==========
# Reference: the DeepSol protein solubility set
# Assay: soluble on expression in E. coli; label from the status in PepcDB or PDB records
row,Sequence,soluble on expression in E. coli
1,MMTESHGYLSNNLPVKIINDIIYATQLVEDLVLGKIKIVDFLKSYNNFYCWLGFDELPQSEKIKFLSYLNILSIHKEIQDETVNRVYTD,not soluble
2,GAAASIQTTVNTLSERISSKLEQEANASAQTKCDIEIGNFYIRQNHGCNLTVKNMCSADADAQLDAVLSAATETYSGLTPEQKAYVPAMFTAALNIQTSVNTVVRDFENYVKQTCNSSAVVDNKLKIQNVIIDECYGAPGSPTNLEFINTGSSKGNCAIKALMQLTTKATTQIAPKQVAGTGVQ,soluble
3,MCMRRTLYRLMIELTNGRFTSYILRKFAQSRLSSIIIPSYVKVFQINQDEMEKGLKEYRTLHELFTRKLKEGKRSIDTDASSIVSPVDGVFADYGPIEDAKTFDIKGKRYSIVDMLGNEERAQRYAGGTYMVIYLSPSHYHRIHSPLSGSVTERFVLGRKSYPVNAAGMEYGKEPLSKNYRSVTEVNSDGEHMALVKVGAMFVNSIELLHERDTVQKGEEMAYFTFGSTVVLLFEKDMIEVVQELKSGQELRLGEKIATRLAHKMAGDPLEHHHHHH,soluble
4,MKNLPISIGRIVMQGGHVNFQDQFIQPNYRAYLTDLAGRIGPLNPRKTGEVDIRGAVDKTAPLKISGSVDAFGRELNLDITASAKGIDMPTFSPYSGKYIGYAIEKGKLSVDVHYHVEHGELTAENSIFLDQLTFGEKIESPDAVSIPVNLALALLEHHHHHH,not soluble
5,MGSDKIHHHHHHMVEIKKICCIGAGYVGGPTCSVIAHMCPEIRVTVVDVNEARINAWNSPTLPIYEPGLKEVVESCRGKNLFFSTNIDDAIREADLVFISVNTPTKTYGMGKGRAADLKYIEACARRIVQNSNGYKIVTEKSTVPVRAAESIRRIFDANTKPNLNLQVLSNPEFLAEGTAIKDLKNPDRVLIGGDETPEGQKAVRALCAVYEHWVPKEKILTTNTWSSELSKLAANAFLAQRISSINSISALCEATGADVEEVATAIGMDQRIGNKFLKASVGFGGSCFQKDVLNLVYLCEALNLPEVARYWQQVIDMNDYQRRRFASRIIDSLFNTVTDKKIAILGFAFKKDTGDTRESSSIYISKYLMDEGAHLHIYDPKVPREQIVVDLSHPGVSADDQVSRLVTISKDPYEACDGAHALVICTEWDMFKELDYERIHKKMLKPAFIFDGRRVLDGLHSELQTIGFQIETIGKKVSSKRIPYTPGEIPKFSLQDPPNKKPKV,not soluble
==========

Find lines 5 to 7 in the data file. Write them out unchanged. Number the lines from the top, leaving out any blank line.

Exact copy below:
2,GAAASIQTTVNTLSERISSKLEQEANASAQTKCDIEIGNFYIRQNHGCNLTVKNMCSADADAQLDAVLSAATETYSGLTPEQKAYVPAMFTAALNIQTSVNTVVRDFENYVKQTCNSSAVVDNKLKIQNVIIDECYGAPGSPTNLEFINTGSSKGNCAIKALMQLTTKATTQIAPKQVAGTGVQ,soluble
3,MCMRRTLYRLMIELTNGRFTSYILRKFAQSRLSSIIIPSYVKVFQINQDEMEKGLKEYRTLHELFTRKLKEGKRSIDTDASSIVSPVDGVFADYGPIEDAKTFDIKGKRYSIVDMLGNEERAQRYAGGTYMVIYLSPSHYHRIHSPLSGSVTERFVLGRKSYPVNAAGMEYGKEPLSKNYRSVTEVNSDGEHMALVKVGAMFVNSIELLHERDTVQKGEEMAYFTFGSTVVLLFEKDMIEVVQELKSGQELRLGEKIATRLAHKMAGDPLEHHHHHH,soluble
4,MKNLPISIGRIVMQGGHVNFQDQFIQPNYRAYLTDLAGRIGPLNPRKTGEVDIRGAVDKTAPLKISGSVDAFGRELNLDITASAKGIDMPTFSPYSGKYIGYAIEKGKLSVDVHYHVEHGELTAENSIFLDQLTFGEKIESPDAVSIPVNLALALLEHHHHHH,not soluble